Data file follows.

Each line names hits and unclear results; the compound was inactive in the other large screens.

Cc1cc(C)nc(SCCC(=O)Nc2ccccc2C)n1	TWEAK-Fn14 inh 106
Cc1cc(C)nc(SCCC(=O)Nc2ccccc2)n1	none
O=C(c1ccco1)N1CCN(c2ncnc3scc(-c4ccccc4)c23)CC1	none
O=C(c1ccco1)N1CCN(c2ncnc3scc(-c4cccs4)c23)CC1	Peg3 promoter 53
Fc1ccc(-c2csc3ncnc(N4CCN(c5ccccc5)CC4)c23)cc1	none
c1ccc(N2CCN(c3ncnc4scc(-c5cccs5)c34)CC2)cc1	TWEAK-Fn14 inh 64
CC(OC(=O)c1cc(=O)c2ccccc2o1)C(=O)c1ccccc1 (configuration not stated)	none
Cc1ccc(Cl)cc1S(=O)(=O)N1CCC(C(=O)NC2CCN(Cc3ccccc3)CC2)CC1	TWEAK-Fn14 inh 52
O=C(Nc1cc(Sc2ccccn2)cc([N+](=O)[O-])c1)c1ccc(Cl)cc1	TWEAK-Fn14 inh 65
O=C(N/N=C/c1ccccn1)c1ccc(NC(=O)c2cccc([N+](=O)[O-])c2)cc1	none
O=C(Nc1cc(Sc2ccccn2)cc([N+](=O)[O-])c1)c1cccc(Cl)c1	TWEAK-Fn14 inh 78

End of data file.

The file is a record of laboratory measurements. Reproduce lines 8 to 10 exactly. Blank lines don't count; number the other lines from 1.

CC(OC(=O)c1cc(=O)c2ccccc2o1)C(=O)c1ccccc1 (configuration not stated)	none
Cc1ccc(Cl)cc1S(=O)(=O)N1CCC(C(=O)NC2CCN(Cc3ccccc3)CC2)CC1	TWEAK-Fn14 inh 52
O=C(Nc1cc(Sc2ccccn2)cc([N+](=O)[O-])c1)c1ccc(Cl)cc1	TWEAK-Fn14 inh 65